Humboldt Broncos return to ice 5 months after bus crash

HUMBOLDT, Saskatchewan (AP) — Brayden Camrud and Derek Patter were back on the ice for the Humboldt Broncos on Wednesday night in the team's first game since 10 teammates and six other people were killed in a bus crash.

Camrud and Patter are the only survivors back with the junior hockey team. In a game televised commercial-free in Canada and the United States, the Broncos lost 2-1 to the Nipawin Hawks, the team they were travelling to face the night of the April crash with a tractor-trailer.

"We know that, while the darkness is much less, it will never truly leave us as it holds the love that we have left for those who are no longer with us and those who have been impacted by this tragedy," former Broncos president Kevin Garinger said. "But we will forever cherish their memories and honor their legacy and, as hard as it has been, we have and will continue to move forward with them and because of them."

SEE ALSO: Canadian police charge truck driver in hockey team bus crash

Michael Clark opened the scoring for the Broncos early in the second period during a 5-and-3 power play, with Camrud earning an assist. Nipawin's Cole Beamin and Jeremy Bisson scored in a 3:29 span late in the period. The teams will meet again Friday night in Nipawin.

"In the wake of this tragedy, Humboldt has shown incredible resilience and strength," Canadian Prime Minister Justin Trudeau said during a Liberal caucus meeting in Saskatoon. "Canadians were quick to share their love, support, generosity and kindness in a moment when it was so desperately needed. So to the people of Humboldt, know that we are with you. Know that we will continue to support you as you heal."

Friends, family remember the Humboldt Broncos: 

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Family, friends remember the Humboldt Broncos
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Family, friends remember the Humboldt Broncos
People look at photos of the victims during a vigil at the Elgar Petersen Arena, home of the Humboldt Broncos, to honour the victims of a fatal bus accident, April 8, 2018 in Humboldt, Canada. Mourners in the tiny Canadian town of Humboldt, still struggling to make sense of a devastating tragedy, prepared Sunday for a prayer vigil to honor the victims of the truck-bus crash that killed 15 of their own and shook North American ice hockey. / AFP PHOTO / POOL / JONATHAN HAYWARD (Photo credit should read JONATHAN HAYWARD/AFP/Getty Images)
Mourners embrace each other during a moment of prayer at a vigil at the Elgar Petersen Arena, home of the Humboldt Broncos, to honour the victims of a fatal bus accident, April 8, 2018 in Humboldt, Canada. Mourners in the tiny Canadian town of Humboldt, still struggling to make sense of a devastating tragedy, prepared Sunday for a prayer vigil to honor the victims of the truck-bus crash that killed 15 of their own and shook North American ice hockey. / AFP PHOTO / POOL / JONATHAN HAYWARD (Photo credit should read JONATHAN HAYWARD/AFP/Getty Images)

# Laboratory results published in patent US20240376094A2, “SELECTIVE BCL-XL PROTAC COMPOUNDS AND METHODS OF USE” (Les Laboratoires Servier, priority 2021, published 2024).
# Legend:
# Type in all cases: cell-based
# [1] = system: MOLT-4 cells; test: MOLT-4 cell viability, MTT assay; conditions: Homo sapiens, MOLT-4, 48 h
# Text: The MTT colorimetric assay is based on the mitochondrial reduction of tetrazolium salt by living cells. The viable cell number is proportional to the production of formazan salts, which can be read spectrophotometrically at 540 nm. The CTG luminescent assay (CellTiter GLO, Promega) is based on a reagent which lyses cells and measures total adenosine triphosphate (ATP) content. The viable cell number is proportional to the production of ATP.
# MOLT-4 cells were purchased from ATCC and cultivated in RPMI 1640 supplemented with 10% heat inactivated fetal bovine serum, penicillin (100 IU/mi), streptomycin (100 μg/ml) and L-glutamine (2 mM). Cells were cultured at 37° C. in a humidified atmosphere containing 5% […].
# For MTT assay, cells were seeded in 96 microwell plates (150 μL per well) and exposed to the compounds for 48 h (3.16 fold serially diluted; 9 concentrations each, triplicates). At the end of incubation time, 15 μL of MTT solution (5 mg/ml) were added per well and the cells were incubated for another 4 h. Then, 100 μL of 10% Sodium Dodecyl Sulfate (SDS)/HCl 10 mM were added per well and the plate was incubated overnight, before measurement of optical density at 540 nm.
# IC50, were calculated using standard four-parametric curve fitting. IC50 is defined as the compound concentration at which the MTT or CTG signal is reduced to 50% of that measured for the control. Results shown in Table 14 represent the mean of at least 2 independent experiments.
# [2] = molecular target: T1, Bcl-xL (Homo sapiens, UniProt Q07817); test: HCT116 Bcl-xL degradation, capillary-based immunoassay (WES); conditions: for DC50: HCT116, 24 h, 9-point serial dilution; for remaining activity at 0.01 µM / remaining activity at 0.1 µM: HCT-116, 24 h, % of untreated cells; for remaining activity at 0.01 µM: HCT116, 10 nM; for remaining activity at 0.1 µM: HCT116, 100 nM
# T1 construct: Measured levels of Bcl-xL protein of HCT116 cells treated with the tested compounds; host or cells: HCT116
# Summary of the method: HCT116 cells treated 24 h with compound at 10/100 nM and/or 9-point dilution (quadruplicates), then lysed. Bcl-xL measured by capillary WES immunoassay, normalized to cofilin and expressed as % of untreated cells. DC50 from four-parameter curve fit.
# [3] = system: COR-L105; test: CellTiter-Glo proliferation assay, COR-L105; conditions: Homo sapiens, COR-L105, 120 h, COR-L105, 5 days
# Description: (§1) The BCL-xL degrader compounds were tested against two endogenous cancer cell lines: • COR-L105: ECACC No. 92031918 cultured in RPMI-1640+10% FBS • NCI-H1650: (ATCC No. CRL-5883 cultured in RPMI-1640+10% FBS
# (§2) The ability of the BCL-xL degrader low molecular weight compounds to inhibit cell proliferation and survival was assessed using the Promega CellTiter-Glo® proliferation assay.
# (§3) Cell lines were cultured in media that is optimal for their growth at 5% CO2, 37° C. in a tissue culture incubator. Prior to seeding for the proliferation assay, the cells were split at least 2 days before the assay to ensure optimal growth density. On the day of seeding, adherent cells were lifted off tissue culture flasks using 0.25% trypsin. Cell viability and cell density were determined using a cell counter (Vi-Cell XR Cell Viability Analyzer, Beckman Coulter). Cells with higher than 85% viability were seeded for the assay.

GLENDALE, AZ - APRIL 07: The Arizona Coyotes and the Anaheim Ducks observe a moment of silence in honor of the Humboldt Broncos junior hockey team prior to a game at Gila River Arena on April 7, 2018 in Glendale, Arizona. (Photo by Norm Hall/NHLI via Getty Images)
A man wears a Humboldt Broncos shirt during a vigil at the Elgar Petersen Arena, home of the Humboldt Broncos, to honour the victims of a fatal bus accident, April 8, 2018 in Humboldt, Canada. Mourners in the tiny Canadian town of Humboldt, still struggling to make sense of a devastating tragedy, prepared Sunday for a prayer vigil to honor the victims of the truck-bus crash that killed 15 of their own and shook North American ice hockey. / AFP PHOTO / POOL / JONATHAN HAYWARD (Photo credit should read JONATHAN HAYWARD/AFP/Getty Images)
A woman wipes tears from her eyes during a vigil at the Elgar Petersen Arena, home of the Humboldt Broncos, to honour the victims of a fatal bus accident, April 8, 2018 in Humboldt, Canada. Mourners in the tiny Canadian town of Humboldt, still struggling to make sense of a devastating tragedy, prepared Sunday for a prayer vigil to honor the victims of the truck-bus crash that killed 15 of their own and shook North American ice hockey. / AFP PHOTO / POOL / JONATHAN HAYWARD (Photo credit should read JONATHAN HAYWARD/AFP/Getty Images)
Mourners embrace each other during a moment of prayer at a vigil at the Elgar Petersen Arena, home of the Humboldt Broncos, to honour the victims of a fatal bus accident, April 8, 2018 in Humboldt, Canada. Mourners in the tiny Canadian town of Humboldt, still struggling to make sense of a devastating tragedy, prepared Sunday for a prayer vigil to honor the victims of the truck-bus crash that killed 15 of their own and shook North American ice hockey. / AFP PHOTO / POOL / JONATHAN HAYWARD (Photo credit should read JONATHAN HAYWARD/AFP/Getty Images)